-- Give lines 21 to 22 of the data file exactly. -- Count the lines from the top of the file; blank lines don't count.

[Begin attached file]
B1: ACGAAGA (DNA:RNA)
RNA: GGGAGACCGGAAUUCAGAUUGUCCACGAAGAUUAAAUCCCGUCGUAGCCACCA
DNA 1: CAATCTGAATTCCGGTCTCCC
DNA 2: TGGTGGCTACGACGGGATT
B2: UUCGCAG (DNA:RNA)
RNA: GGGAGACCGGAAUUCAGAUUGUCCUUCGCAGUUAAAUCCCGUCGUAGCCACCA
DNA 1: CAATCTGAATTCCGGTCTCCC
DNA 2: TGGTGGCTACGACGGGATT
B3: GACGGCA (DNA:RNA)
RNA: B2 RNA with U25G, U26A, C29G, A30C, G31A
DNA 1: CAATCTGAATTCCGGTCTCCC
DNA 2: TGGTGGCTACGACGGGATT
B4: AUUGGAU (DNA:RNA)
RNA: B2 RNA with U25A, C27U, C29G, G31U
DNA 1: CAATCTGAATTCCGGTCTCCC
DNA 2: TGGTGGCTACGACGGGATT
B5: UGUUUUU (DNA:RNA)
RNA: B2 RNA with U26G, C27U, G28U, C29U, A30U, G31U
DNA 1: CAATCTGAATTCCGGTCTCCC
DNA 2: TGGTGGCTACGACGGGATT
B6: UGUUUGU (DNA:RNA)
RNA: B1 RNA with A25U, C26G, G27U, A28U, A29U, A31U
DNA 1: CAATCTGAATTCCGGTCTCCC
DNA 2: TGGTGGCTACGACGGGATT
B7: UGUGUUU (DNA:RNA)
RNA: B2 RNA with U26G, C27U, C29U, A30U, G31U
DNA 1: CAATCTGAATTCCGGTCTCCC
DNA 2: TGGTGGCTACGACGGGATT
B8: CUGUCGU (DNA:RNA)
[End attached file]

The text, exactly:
B6: UGUUUGU (DNA:RNA)
RNA: B1 RNA with A25U, C26G, G27U, A28U, A29U, A31U